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This week at Juno

It seems as if everything the young Anthony Naples touches at the moment turns to gold, something he’s carried through to his new label endeavour, Proibito.

Naples stated an intention that Proibito would “promote and document the more experimental side of music coming out of New York City, the US and beyond”, and with its debut release from Huerco S’ freshly minted Royal Crown of Sweden moniker it starts out doing just that. Filled with the kind of raw, lopsided house jams the L.I.E.S. and Future Times crews have been putting out of late, this record is, as our own Brendan Arnott says in his review, “weird in all the right ways, the R.E.G.A.L.I.E.R. EP is the kind of record you buy for that friend of yours who stopped buying records because they thought dance music was getting boring and formulaic and hopeless”.

Those who like their house a little less experimental however were well served by the debut release from Panorama Bar resident Virginia on Ostgut Ton, with Loch & Hill providing four tracks of jacking Chicago and Detroit inspired house for those long Sunday afternoons in Berlin. Of course there was perhaps a bigger house record released this week, in the form of the return of Detroit’s very own supergroup, 3 Chairs. Across the humbly named Demigods, Messers Parrish, Dixon Jr, Wilhite and Pittman lay down four tracks of squelching acid, tumbling analogue house, dusty beatdown and loose-limbed jazz; unsurprisingly it sold out swiftly.

Perhaps the most diverse showing of releases fell into the category of bass, which saw a spread of music from Bristol, London and Paris vying for our attention. Possibly the most interesting was the new EP from Night Slugs co founder L-Vis 1990, released digitally this week. Trading in the Dance Mania informed ghetto house of his Club Constructions release and subsequent remixes for something altogether more abstract, Ballads is a surprising about turn for the producer, creating three tracks of impressionistic grime reductions in the vein of his associate Bok Bok. It was an EP that felt close in sound to the music contained on ClekClekBoom’s debut compilation, Paris Club Music Vol 1, with contributions from French Fries, The Town and Manare all offering a strong statement from the generally unsung French bass contingent. Meanwhile Swamp81 returned with a record the YouTube dwellers have been clamouring to get their hands on in the form of Furrball, a two collaboration between Zed Bias and young producer Paleman with a title track that sounds bizarrely like Skudge jamming with Fake Blood.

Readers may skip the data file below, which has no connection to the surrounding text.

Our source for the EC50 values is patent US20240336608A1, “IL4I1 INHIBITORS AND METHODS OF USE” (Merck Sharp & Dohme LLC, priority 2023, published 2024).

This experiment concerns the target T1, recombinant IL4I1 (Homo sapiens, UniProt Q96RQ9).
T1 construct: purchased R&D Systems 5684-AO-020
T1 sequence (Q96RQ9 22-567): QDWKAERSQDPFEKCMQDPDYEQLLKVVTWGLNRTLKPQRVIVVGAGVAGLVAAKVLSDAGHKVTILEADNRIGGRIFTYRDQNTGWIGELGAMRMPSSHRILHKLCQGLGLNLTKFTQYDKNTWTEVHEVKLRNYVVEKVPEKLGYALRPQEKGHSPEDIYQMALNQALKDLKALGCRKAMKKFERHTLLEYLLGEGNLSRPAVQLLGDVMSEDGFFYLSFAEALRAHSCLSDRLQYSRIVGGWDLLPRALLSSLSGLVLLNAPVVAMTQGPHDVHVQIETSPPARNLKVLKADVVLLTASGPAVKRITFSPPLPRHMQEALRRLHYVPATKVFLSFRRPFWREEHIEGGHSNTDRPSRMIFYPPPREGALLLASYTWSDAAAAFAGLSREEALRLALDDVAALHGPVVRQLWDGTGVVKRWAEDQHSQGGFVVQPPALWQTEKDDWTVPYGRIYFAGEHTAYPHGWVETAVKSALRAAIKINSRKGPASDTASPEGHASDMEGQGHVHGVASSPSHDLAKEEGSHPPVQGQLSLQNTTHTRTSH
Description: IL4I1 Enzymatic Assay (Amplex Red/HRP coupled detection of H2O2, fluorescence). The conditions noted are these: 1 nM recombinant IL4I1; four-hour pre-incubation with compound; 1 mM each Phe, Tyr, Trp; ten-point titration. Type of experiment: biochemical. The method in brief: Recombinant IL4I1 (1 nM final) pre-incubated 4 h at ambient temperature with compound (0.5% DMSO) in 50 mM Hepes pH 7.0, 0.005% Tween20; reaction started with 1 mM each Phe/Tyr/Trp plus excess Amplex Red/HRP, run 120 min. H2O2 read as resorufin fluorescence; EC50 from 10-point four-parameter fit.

Similar hybrid sounds could be found on the second record to emerge from Fabric’s Houndstooth imprint, with House Of Black Lanterns’ debut EP Truth & Loss release featuring an atmospheric combination of drum & bass and techno forms. However, it was chameleonic Bristolian Kahn that perhaps impressed most, following up that essential Deep Medi release last year with a killer self ttitled EP for Blackbox; the highlight was undoubtedly “Badman City”, with the uncomparable Flowdan’s original vocals a far cry from the rough sample of the MC used on Kahn & Neek’s “Percy”.

Techno was similarly diverse, with all manner of niches catered for. Top of the pile was the debut album from The Analogue Cops. Despite a multitude of songles, EPs and other projects, Heavy Hands has been some time coming, but it’s as weighty a journey through their singular brand of militant, raw, hardware-only house and techno as you could expect. Similarly pounding was the first release on Untold’s new vinyl-only techno label Pennyroyal; coming from moonlighting dubstep producer J Tijn, the ramshackle hard techno sounds of tracks like “Jack 2” and “Fucklebucks” sound as if they could have come straight out of the early 90s.These were a far cry from the latest releases from Mike Dehnert and Bleak, whose respective styles of were present and correct.

However, the most savage sounds of the week undoubtedly came from the unholy trinity of Blackest Ever Black, PAN and Modern Love. Blackest Ever Black came through with not one but two new records. Originally released on tape via Dominick Fernow’s Hospital Productions, Rainforest Spiritual Enslavement’s Black Magic Cannot Cross Water contains two suitably haunting longform productions, but it was Alexander Lewis debut A Luminous Veil that struck us most, moving through arpeggiated power electronics to bleak drone feedback; this sense of desolation is shared in Greek chamber trio Mohammad’s PAN debut, Som Sakrifis, where cello, contrabass and oscillators create an emotionally complex tapestry of sounds.

However, it was Demdike Stare’s new record on Modern Love that really shook the fillings from our teeth. Inaugurating an irregular series of Testpressing releases from the label (together with the tonugue in cheek artwork shown above), Testpressing #001 is quite unlike anything the duo have produced as Demdike Stare, eschewing their sample-based work for a combination of jungle breakbeats with bracing noise textures that are not for the fainthearted.